This Other Eden: A Novel (Hardcover)
Based on historical events of Malaga Island, this lyric and probing novel tells the story of the US government and science (in the form of Eugenics) converging on Apple Island, off the coast of Maine. In the early 20th century, the racially diverse but poverty stricken population is deemed unfit to care for themselves and are relocated, with the exception of one light skinned boy, who is “saved” by a missionary. Harding has written an exquisitely crafted work, brimming with humanity and horror. -- Jeremy P., VP of Buying— From Staff Picks
From the Pulitzer Prize–winning author of Tinkers, a novel inspired by the true story of Malaga Island, an isolated island off the coast of Maine that became one of the first racially integrated towns in the Northeast.
In 1792, formerly enslaved Benjamin Honey and his Irish wife, Patience, discover an island where they can make a life together. Over a century later, the Honeys’ descendants and a diverse group of neighbors are desperately poor, isolated, and often hungry, but nevertheless protected from the hostility awaiting them on the mainland.
During the tumultuous summer of 1912, Matthew Diamond, a retired, idealistic but prejudiced schoolteacher-turned-missionary, disrupts the community’s fragile balance through his efforts to educate its children. His presence attracts the attention of authorities on the mainland who, under the influence of the eugenics-thinking popular among progressives of the day, decide to forcibly evacuate the island, institutionalize its residents, and develop the island as a vacation destination. Beginning with a hurricane flood reminiscent of the story of Noah’s Ark, the novel ends with yet another Ark.
In prose of breathtaking beauty and power, Paul Harding brings to life an unforgettable cast of characters: Iris and Violet McDermott, sisters raising three orphaned Penobscot children; Theophilus and Candace Larks and their brood of vagabond children; the prophetic Zachary Hand to God Proverbs, a Civil War veteran who lives in a hollow tree; and more. A spellbinding story of resistance and survival, This Other Eden is an enduring testament to the struggle to preserve human dignity in the face of intolerance and injustice.
— Danez Smith - New York Times
[This Other Eden] is a harrowing tale of paradise lost and a lyrical examination of people in isolation just trying to get by…[It] is a novel that is both devastating and meditative, a combination that is characteristic of Harding’s work.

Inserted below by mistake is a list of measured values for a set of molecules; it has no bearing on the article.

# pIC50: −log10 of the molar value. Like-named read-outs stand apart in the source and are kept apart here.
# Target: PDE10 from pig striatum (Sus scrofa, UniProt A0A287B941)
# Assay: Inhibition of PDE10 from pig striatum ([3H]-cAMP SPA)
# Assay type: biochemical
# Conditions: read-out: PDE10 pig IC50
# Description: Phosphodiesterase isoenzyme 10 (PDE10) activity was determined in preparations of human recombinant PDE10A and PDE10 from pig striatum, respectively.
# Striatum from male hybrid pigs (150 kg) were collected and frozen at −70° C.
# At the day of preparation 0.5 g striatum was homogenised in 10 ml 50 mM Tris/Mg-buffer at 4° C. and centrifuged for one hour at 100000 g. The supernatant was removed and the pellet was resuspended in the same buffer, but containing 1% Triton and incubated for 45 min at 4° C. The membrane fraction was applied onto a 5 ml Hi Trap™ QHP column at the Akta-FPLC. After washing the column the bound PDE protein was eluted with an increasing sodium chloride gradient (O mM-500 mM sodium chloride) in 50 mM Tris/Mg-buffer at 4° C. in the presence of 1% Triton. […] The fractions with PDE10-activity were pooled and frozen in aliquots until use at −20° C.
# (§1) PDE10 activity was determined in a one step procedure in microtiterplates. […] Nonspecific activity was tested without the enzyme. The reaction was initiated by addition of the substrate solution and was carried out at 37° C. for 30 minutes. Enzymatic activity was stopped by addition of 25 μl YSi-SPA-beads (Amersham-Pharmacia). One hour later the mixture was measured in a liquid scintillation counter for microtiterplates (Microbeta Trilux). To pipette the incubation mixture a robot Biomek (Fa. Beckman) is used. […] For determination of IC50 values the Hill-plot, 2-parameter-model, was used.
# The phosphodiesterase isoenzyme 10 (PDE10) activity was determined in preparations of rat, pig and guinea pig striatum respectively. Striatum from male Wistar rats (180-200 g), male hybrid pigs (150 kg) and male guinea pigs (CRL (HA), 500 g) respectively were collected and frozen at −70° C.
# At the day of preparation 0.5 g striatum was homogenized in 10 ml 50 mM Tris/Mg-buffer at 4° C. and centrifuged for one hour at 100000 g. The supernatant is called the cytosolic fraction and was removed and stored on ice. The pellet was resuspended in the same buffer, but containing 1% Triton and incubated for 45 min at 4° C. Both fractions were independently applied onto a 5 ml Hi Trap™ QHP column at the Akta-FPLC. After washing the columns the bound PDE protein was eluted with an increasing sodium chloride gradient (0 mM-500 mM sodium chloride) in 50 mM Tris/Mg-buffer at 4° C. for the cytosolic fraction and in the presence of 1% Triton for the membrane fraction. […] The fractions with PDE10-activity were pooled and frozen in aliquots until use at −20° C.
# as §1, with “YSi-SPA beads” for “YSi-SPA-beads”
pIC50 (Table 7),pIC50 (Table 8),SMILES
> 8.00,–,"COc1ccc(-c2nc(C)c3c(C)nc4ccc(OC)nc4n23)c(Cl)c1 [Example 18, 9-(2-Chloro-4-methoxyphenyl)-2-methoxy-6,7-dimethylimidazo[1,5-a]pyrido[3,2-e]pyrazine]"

— MJ Franklin - New York Times
[Harding] writes with the gravitas of a mythmaker…The pace of Harding’s storytelling is stately, his descriptions, even of small events, gorgeous…This Other Eden is beautiful and agonizing—rather like the real place that inspired it.
— Claire Messud - Harpers
Harding, who won a dark-horse Pulitzer Prize for Tinkers, again demonstrates his gifts for concision and compassion in a narrative that balances historical fact with fully drawn characters...Sure to be a standout of 2023.
— Bethanne Patrick - Los Angeles Times
Tender, magical, and haunting, Paul Harding’s This Other Eden is that rare novel that makes profound claims on our present age while being, very simply, a graceful performance of language and storytelling. Here is prose that touchingly holds its imagined island community in a light that can only be described as generous and dazzling. I have not read a novel this achingly beautiful in a while, nor one in which the fate of its characters I will not soon forget.
— Major Jackson, author of The Absurd Man
There is no writer alive anything like Paul Harding, and This Other Eden proves it: astonishingly beautiful, humane, strange, interested in philosophy and the heart, stunningly written. It’s about home, love, heredity, cruelty, and the very nature of art, so completely original it’s hard to know how to describe it in a mere blurb, by which I mean: you must read this book.
— Elizabeth McCracken, author of The Souvenir Museum
In boldly lyrical prose, This Other Eden shows us a once-thriving racial utopia in its final days, at a time when race and science were colliding in chilling ways. In the stories of the Apple Islanders—especially that of Ethan Honey, spared a destructive fate because of his artistic gifts and his fair skin—we are made to confront the ambiguous nature of mercy, the limits of tolerance, and what it means to be truly saved. A luminous, thought-provoking novel.
— Esi Edugyan, author of Washington Black
Harding’s third novel revisits an appalling moment in Maine history…a brief book that carries the weight of history. A moving account of community and displacement.
— Kirkus (starred review)
A superb achievement…Harding combines an engrossing plot with deft characterizations and alluring language deeply attuned to nature’s artistry. The biblical parallels, which naturally align with the characters’ circumstances, add depth, and enhance the universality of the themes…This gorgeously limned portrait about family bonds, the loss of innocence, the insidious effects of racism, and the innate worthiness of individual lives will resonate long afterward.
— Sarah Johnson - Booklist (starred review)
Pulitzer winner Harding (Tinkers) suffuses deep feeling into this understated yet wrenching story…It’s a remarkable achievement.
— Publishers Weekly (starred review)